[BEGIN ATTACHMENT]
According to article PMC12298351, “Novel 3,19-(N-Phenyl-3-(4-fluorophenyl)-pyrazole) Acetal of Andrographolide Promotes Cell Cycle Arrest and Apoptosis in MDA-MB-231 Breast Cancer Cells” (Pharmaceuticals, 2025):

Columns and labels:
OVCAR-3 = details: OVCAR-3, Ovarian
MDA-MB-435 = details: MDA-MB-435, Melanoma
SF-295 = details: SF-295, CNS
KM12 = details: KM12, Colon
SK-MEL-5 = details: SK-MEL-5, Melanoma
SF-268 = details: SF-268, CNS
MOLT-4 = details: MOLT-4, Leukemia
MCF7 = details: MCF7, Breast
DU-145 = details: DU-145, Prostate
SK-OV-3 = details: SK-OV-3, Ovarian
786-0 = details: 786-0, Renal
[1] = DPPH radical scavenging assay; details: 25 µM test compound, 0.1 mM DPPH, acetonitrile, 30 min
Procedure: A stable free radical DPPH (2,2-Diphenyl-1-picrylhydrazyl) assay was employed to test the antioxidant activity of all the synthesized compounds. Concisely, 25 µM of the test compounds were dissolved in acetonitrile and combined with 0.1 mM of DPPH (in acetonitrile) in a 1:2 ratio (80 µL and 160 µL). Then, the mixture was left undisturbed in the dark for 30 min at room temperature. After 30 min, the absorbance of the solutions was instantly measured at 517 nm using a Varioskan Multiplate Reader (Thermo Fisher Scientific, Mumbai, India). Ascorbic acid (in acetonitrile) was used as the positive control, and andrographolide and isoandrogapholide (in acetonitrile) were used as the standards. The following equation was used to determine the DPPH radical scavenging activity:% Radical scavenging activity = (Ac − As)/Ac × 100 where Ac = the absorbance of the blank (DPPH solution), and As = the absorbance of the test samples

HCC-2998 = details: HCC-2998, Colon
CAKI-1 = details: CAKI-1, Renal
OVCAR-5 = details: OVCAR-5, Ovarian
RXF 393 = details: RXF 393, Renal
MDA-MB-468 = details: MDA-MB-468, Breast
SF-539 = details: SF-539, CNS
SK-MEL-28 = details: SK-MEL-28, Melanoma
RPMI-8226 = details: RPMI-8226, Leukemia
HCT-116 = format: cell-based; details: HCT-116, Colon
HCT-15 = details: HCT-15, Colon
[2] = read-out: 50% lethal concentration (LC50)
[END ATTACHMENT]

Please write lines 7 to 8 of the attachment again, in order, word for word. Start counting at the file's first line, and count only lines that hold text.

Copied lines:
SK-MEL-5 = details: SK-MEL-5, Melanoma
SF-268 = details: SF-268, CNS